The interns spent May and June in Western and Central Montana, where they repaired fences damaged by winter storms and moved a lot of cows. They then traveled to old mining country in Deerlodge and Nye, where they monitored the soil and the rangeland, worked with local agency folks, and moved a lot more cows. Because this year was so wet, they didn’t begin haying until the fourth ranch. When they arrived in Eastern Montana toward the end of their internship, the girls discovered the ranches were already on their second and third cuttings. So Megan and Abigail tried their hand at moving bales, while learning to use a swather, baler, and HydraBed.
Ranching up close
Megan Monson, a 20-year-old junior at the University of North Dakota, grew up in a small town in Minnesota and now studies wildlife biology. She received multiple job offers this summer, but chose the new rangeland internship with the DNRC.
“I always wanted to try ranching, but I never had the opportunity,” Megan said. “[The internship] was so much more than what I expected and it was amazing. I would do it again in a heartbeat.”
Megan and her fellow intern Abigail learned what it’s like to spend every day working the land. They adapted to schedule changes and struggled through tasks that didn’t go as expected. Working alongside seasoned ranchers, they honed their skills to eventually complete tasks independently.
“We could take time off, but I didn’t take much,” Megan explained.
As to be expected, weeds were a common issue across the state, although the type of weed and the method for controlling them differed in each place.
“We did some kind of weed control in every area,” Megan said. “In every place there was thistle.”
Megan sprayed for a variety of weeds, released bugs for thistle and leafy spurge, and even spent two days hand-digging houndstongue.
“It wasn’t fun work, but it had to be done,” she said. “It felt very accomplishing to almost get it done before we left.”
Megan didn’t expect to work quite as much with soil and plants. She spent a lot of time alongside ranchers and local agency folks monitoring the grasses, taking stock of what’s growing, and testing the soil — all critical tasks for ensuring the land stays healthy now and in the future.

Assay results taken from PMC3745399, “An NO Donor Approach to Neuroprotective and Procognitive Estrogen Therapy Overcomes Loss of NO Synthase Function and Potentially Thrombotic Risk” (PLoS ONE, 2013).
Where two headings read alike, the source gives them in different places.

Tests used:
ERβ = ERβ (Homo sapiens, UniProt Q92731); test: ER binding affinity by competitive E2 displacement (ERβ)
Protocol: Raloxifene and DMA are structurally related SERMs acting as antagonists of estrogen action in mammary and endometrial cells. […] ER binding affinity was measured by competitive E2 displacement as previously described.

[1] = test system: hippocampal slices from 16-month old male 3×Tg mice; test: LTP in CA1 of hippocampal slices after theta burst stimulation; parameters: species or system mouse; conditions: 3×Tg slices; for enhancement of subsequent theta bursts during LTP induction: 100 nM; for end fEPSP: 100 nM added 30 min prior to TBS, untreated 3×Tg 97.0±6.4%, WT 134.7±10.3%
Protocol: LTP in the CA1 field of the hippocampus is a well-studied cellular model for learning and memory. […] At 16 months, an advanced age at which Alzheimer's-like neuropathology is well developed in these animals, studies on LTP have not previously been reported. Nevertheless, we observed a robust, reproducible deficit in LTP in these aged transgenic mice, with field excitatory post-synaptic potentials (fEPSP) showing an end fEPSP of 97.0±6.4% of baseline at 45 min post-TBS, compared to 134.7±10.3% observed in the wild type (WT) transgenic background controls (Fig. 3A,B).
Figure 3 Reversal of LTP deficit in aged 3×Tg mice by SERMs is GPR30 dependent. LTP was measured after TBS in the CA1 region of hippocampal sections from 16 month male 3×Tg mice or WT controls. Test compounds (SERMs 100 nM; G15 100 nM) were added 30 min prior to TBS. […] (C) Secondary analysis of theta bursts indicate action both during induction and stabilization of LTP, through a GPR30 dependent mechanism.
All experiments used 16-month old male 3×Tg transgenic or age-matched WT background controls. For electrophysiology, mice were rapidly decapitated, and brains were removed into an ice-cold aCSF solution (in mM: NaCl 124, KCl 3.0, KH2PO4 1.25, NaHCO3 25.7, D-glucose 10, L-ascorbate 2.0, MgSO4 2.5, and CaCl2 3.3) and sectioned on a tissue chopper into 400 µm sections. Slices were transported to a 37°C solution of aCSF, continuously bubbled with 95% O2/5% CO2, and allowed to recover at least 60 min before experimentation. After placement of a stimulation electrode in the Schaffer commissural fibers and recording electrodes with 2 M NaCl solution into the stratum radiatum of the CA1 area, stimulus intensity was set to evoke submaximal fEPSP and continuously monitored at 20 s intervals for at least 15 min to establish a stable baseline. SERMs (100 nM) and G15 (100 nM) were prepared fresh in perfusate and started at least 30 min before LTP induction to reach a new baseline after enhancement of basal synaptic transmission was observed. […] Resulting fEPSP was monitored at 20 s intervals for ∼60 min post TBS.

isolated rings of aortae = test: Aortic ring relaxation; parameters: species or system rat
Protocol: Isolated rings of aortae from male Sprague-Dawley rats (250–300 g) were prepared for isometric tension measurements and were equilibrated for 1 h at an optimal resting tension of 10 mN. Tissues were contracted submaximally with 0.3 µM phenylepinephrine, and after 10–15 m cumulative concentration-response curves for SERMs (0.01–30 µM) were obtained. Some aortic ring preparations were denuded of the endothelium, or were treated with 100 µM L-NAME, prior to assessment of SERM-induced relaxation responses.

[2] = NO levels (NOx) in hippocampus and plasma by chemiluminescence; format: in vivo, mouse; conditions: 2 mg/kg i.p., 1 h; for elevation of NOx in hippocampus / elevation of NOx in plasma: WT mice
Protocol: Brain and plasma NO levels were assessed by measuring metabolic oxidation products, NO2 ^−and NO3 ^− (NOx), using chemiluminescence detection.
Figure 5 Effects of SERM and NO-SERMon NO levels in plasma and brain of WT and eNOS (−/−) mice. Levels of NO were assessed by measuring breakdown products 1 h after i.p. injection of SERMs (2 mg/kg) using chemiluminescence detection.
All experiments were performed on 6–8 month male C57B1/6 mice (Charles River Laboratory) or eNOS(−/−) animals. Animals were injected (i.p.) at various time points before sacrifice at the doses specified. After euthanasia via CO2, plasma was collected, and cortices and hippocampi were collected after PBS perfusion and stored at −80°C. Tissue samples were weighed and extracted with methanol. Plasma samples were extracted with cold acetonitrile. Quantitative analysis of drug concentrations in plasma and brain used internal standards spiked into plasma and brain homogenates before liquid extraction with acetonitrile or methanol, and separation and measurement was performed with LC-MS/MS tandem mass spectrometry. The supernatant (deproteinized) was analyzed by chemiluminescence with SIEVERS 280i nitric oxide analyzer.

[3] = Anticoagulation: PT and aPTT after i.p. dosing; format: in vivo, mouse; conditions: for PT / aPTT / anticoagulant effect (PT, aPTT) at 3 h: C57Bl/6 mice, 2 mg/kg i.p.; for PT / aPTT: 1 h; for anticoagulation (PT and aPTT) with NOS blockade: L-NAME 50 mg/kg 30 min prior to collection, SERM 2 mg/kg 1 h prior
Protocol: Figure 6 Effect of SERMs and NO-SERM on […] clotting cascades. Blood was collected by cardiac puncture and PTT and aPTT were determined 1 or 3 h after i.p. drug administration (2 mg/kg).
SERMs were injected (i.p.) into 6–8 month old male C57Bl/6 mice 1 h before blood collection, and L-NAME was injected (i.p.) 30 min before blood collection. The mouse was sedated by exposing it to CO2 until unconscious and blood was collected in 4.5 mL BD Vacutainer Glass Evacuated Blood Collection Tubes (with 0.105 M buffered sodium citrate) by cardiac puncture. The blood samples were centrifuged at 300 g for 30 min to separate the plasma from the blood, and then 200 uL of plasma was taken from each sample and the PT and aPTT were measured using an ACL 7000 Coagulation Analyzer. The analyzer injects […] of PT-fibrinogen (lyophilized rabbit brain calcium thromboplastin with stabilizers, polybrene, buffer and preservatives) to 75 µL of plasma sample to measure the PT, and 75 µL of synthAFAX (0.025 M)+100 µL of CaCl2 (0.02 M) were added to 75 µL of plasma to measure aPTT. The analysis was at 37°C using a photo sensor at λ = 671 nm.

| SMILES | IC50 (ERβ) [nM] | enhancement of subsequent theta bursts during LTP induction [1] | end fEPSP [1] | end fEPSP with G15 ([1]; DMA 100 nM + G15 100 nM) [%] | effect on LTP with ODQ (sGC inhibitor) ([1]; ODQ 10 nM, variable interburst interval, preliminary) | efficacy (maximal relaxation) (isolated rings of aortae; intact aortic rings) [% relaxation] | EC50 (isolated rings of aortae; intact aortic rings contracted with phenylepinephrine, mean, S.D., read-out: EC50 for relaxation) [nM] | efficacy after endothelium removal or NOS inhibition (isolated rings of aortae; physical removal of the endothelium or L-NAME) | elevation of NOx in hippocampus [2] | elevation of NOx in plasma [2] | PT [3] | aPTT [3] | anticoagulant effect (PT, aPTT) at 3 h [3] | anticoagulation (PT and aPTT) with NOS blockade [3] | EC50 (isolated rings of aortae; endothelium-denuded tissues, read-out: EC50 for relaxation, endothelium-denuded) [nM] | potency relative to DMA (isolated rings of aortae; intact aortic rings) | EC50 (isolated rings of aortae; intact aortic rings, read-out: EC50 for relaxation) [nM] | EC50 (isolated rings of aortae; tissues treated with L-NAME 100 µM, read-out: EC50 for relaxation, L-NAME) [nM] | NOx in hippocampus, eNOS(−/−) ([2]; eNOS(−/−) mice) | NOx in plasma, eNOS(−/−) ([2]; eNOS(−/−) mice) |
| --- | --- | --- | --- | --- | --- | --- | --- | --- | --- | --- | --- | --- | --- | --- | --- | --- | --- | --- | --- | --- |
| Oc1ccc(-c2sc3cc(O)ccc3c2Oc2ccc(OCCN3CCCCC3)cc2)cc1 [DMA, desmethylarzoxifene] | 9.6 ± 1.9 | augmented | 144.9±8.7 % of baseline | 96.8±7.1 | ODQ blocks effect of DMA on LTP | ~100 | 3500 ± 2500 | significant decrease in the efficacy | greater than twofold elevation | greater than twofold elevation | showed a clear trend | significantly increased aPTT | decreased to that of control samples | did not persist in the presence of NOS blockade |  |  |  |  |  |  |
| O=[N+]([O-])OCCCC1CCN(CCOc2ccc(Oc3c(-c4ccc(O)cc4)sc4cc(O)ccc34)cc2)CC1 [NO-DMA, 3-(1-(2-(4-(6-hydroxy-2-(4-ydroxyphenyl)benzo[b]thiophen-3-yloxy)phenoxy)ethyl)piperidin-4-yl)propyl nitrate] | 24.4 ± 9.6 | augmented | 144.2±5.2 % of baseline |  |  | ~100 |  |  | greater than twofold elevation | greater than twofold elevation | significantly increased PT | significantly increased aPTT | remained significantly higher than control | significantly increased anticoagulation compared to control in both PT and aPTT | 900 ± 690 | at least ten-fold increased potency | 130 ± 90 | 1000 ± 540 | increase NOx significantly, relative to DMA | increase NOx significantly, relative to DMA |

As someone who grew up around animals, Megan’s most memorable experiences were the cattle drives. She spoke admirably about a rancher in Nye who could move 100 head aided only by his two dogs. And she proudly told us about her seven-hour cattle drive to move the animals from private pasture up to the nearby public lands during the hottest, buggiest time of the year.
“I’ve always wanted to be in a cattle drive. I think that was one of the best things that I got to do,” said Megan, who noted that the internship changed the way she views the world. “[It] opened my eyes to the ranch world. Now, I look for pastures on the highway. I see fences and ask ‘What is it? Is it pasture? Is it cropland?’”
Stacey Barta and the six ranchers on the Montana Rangeland Resource Committee hope to offer this internship next year as they continue their efforts to connect folks to the agricultural world that is Montana’s past, present, and future. As with most things these days, the longevity of this program depends on their ability to develop partnerships and secure funding.
As for Megan, she’ll be taking her experience with her throughout the rest of college career and beyond. She’s unsure whether she’ll travel around the U.S. or abroad after college, or whether she’ll come back to Montana.
“I can’t be exact (about what I’ll do) because I don’t know where really I’m going to end up,” she said. “For my personal life, I actually might have my own ranch one day.”
No doubt, if and when that day comes, she’ll be ready.
Photos by Megan Monson
Tune in next week to read a first-hand account from Abigail Northstrup, the other intern who participated in the DNRC’s Rangeland Education Program, and learn about her experience finding community this summer.
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Updated on September 21 at 10am.